Let's shift gears. You've worked twice with Milos Forman and three times with Tim Burton. Do you have a close personal or professional relationship with these guys, that they keep sending projects your way?

I just really like Milos, and I wish I could see him more often. He's an interesting guy who is brave, and he's smart, and he's fun to be with, and I admire what he does. And I'd work with him any time. He's great, and I really enjoyed the experience both times working with him. He's a very earthy guy. It was kind of amazing, actually. There was very little in the way of rehearsal. When I started we worked on one scene for six days, and he didn't really say anything. So I came up to him and I said, "Milos, please tell me something, am I doing something wrong?" And he said, "No, why do you say that?" I said, "Well, because you haven't said anything. And he said, "No, no, no!! I say something if you're not doing it right!!"

How about Tim Burton?

Yeah, Tim's the same. The first time I met him I thought he was...well, I didn't know what to think of him. But I learned to have a great appreciation for him personally and professionally.

What are your feelings about the industry generally, how an actor like you fits into the profit motive and the celebrity culture?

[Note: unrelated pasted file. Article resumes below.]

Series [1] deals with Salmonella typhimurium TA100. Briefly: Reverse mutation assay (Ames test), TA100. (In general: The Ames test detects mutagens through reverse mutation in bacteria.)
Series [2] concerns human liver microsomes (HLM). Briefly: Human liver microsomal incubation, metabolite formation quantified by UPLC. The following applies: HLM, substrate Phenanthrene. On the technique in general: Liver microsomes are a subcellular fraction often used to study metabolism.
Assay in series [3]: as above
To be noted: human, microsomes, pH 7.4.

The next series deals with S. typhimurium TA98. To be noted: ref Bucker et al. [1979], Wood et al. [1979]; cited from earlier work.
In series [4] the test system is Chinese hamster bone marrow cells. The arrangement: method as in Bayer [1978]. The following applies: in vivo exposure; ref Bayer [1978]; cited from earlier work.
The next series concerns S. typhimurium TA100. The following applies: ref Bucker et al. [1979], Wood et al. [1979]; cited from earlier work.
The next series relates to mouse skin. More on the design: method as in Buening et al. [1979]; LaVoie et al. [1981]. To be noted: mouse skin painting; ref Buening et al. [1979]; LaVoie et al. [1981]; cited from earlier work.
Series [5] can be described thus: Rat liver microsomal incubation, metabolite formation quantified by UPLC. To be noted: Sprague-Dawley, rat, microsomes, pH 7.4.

I only know from my own personal experience, and I personally feel that there's a cyclical nature to things, so you don't want to start making generalizations about how bad things have become in comparison to the old days. That's a boring song. But it's true, it's nothing new that decisions about what movies are to be made, and how they're to be made, and who's to be hired to do what, and whether you hire somebody to do their job, or whether you hire somebody to fill a position and you tell them what to do. If you're an employer, you want to hire an employee who'll do their job, not do your bidding. That's not necessarily what you want, you want somebody that's going to look out for their responsibility. So yes, that's important that an actor if they've got input tha'ts worth it, that's a good point, they should be allowed to make that point. Certainly that assumes that actor has an overall view of what that piece is about and how they fit into it. It's unfortunate that there aren't that many good movies to choose from now because the product that comes from the studio is either purchased from low-budget, independent producers who don't have any money and suffer as a consequence, don't manage to get the product they might get if they had more backing, or idiocy which the bean-counters believe will sell because they know it sold in the past, so let's give you more of the same. It's kind of disturbing too that filmmaking as a craft doesn't really seem to have many people suporting it anymore. There's more money going into the pot, but it's not getting to the right places. This gets to be a political issue. I know a lot of people who are very good at their craft who have learned--people behind the camera--who really have a lot to offer because they know what they're doing, they know what to do, they've made their mistakes. And they're not being hired because the only important thing is, can you get somebody to do it for nothing. There's an awful lot of opportunity out there for people to learn their craft by making mistakes, which is fine, except subsequently when they have made their mistakes and when they have learned and decide they want to make a living at it they've been replaced by somebody that doesn't know what they're doing, who'll work for nothing.